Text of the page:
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INSIDE TRACK: The CfE reform of what is studied in schools still being tested

This year's Scottish Qualification Authority (SQA) examination results will be issued early next month.

Young people and their teachers will await their arrival with customary anticipation. That anticipation, and perhaps more than a little apprehension, will be shared by the designers of Curriculum for Excellence (CfE), the much heralded and hyped reform of what is studied in our schools.

However, it will be a major surprise if results for the first National 5 examinations, taken by fourth-year secondary pupils, do not show an improvement on previous Standard Grade results. The movers and shakers of Scottish education have invested too much, educationally, financially and politically, to countenance a dip in youngsters' attainment.

Anything less than a modest improvement would have dire political consequences, five weeks before the independence referendum. One anticipates much coming and going between the offices of the Scottish Government, SQA and Education Scotland before the results are posted through letterboxes and inboxes. Some headteachers have been so confident of the political imperative that they have encouraged teachers to enter as many pupils as possible for National 5, on the basis that, for the Government, failure is not an option.

Many will see the National 5 examinations as a dry run for the politically more sensitive Higher courses due to begin in August and assessed for the first time in 2015 and 2016. Higher courses and awards have long been considered the "gold standard" of Scottish education providing, among other things, the yardstick for university admission. While a decline in candidates' attainment at National 5 would be bad enough, a corresponding decline at Higher would be unthinkable. However, it is questionable whether the success or otherwise of CfE can be judged solely on evidence arising from external assessments.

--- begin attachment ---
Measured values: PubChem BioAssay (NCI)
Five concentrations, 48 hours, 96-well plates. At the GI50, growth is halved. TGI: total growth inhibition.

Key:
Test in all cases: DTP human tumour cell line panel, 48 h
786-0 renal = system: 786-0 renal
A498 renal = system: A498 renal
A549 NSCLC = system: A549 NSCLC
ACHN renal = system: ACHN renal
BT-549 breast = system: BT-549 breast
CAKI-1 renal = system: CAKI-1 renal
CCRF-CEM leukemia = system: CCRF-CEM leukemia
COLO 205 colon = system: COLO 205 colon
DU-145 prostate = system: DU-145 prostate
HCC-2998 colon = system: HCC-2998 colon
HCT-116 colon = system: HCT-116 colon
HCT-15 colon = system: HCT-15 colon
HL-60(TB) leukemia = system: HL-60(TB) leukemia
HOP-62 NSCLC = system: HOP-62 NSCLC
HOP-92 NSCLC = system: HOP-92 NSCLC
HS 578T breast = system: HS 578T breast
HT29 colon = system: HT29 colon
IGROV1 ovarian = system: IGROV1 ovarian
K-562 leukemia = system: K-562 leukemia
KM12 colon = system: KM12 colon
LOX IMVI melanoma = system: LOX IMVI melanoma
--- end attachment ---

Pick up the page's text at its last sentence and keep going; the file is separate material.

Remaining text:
Many in education are uneasy about the continuing focus on the numbers of courses, assessments and awards at National 5 and Higher. They feel this has undermined the core purpose of the reforms, namely to transform and improve what and how youngsters learn. In short, the tail continues to wag the dog, largely underwriting the status quo. Critics believe that, for CfE to deliver what is expected of it, a transformational approach is also required to assessment, for example by enabling candidates to draw together knowledge and skills learned in different areas of the curriculum and by introducing a wider range of assessment methods. Anecdotally, a growing number of teachers question the need for external examination at all at the end of fourth year, except for those who intend to leave school then.

The Government will be justified in congratulating young people and their teachers on their achievements when the first National 5 results are published in August. However, healthy scepticism should be applied to claims that these results demonstrate the efficacy of the CfE reforms. The success or otherwise of CfE will only be judged in terms of how it helps our young people to be more creative, resourceful and resilient. Otherwise, plus ca change ...

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Education

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